This book examines the volume, contexts and mechanisms of trade in visual images in Early Modern Europe
This collection focuses overtly on the internal dynamics and links between art markets in the Early Modern period, but presupposes that art objects – here visual images – are objects of desire. During this period, however, desire changed; a great deal more of these objects came to be made for ordinary domestic consumption, including devotional purposes, than as tokens of the magnificence, piety, cultivation or learning of individual commissioners. Probably most still were commissioned, but to satisfy tastes that, though differentiated internationally, were widely shared within one country or region. Most too were commissioned at a distance, by agents, and were moved between maker and end-point distributor by specialised traders, many of whom – though far from all – were large-scale operators. The dominant focus of contributors here is therefore on the agents of this distance trade, its mechanisms and its impacts in terms of both satisfying and subtly shaping tastes, all at a range of prices. Measurement and mappings are aspects of this traffic. Focus was sharpened by concentrating on three questions: what is currently known about the number of images, whether in the form of paintings, prints, small sculptures or woven textiles, that circulated in early modern Europe? Through what channels and networks were they distributed? And what were the economic, social and institutional contexts?
Neil De Marchi is Professor of Economics at Duke University. His recent writing has been on the circumstances in which key players in contemporary art markets operate and the behaviours that stem from these constraints.
Sophie Raux is Associate Professor of Early Modern Art History at the University of Lille (France). Her research focuses mostly on the circulation and consumption of images and art objects in the Southern Low Countries and France.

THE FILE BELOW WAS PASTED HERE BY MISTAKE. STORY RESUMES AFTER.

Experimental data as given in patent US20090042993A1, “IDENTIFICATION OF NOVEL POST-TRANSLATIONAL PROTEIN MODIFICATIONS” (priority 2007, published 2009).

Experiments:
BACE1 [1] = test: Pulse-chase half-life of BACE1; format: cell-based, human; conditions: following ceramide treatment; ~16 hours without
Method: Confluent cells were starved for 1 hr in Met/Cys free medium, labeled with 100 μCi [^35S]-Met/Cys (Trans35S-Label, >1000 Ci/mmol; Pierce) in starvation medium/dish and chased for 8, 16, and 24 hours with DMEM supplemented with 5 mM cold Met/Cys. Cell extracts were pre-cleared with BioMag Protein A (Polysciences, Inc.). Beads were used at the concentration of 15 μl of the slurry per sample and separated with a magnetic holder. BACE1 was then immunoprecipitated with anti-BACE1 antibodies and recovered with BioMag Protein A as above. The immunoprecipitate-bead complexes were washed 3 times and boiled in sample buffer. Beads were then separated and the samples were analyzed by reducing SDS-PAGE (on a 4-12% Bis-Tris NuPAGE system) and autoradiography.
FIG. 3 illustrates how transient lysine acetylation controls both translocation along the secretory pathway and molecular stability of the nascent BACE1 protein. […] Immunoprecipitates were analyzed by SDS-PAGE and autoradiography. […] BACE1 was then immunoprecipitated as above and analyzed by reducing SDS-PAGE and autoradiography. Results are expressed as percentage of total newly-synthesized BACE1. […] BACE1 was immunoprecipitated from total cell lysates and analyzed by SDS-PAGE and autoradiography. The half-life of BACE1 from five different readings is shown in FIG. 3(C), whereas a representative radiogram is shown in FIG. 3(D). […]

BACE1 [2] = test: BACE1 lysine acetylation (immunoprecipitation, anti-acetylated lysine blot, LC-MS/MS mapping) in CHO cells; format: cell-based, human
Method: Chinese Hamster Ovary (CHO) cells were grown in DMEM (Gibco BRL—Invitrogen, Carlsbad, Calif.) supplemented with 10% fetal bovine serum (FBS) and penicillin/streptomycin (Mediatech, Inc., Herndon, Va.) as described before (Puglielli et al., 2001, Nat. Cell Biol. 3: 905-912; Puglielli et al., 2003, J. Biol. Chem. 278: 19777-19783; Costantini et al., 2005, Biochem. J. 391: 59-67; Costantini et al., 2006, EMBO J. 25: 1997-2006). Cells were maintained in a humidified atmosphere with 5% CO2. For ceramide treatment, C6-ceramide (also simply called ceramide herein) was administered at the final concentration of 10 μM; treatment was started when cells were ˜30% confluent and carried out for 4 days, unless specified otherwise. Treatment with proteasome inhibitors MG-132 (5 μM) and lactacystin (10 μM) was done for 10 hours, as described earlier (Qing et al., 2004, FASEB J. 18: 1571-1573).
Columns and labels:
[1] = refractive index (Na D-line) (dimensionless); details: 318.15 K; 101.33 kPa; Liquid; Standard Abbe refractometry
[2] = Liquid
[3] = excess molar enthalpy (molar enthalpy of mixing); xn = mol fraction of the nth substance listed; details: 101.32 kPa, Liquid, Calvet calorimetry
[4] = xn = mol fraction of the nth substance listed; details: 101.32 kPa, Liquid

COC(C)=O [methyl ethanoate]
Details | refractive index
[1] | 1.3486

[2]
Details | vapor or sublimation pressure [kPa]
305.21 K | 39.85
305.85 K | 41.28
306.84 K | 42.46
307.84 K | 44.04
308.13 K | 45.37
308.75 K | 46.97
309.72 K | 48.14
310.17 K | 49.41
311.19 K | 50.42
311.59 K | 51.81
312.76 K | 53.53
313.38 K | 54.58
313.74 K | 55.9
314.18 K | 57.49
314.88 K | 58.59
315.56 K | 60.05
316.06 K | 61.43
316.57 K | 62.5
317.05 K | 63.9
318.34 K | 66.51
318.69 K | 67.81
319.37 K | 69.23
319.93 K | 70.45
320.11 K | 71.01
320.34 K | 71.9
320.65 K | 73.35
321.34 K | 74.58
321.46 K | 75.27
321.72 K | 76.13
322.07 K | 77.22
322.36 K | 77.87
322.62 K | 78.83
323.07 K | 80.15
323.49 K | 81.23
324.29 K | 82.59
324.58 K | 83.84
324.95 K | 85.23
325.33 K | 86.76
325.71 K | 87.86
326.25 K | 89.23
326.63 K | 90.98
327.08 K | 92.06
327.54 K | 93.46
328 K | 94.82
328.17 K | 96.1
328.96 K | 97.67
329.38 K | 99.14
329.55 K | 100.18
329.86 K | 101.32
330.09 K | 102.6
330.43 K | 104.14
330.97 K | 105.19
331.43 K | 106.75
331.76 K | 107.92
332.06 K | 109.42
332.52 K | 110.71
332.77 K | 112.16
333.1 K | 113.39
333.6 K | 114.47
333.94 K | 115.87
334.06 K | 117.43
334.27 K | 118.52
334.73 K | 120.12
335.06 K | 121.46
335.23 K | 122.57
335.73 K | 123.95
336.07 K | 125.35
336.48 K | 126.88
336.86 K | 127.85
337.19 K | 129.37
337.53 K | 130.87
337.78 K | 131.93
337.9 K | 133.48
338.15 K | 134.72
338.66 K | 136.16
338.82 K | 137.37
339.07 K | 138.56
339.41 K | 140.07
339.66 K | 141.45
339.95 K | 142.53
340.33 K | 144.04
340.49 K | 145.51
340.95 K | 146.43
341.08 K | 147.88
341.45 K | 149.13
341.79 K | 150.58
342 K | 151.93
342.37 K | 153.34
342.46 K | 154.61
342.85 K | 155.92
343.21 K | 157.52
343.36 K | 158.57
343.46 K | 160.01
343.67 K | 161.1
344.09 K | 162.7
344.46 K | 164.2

"The authors of this volume are to be praised for the wide range of newly uncovered source material, which has not only yielded an array of new factual details but also new analyses of those facts. Although well chosen, the concentration on major European trade centres would have benefitted from more geographical variation. The chapters provide detailed and nuanced analyses of economic strategies used by players on the art markets, while the comparisons between the art market and other markets are thought provoking and among the highlights of the volume. Overall, issues of taste and connoisseurship are eloquently integrated with strategies of trade and profit. Despite a slight emphasis on economic interests, the book lives up to the promise made in the Introduction: artworks are like other commodities, while they are also quite unique. The authors themselves have indeed demonstrated 'freedom of creation' and 'freedom of taste' by integrating in a new and fresh manner different types of sources and analyses." (Marlise Rijks, in: Historians of Netherlandish Art, http://www.hnanews.org/hna/bookreview/current/vl_Moving-Pictures0416.html)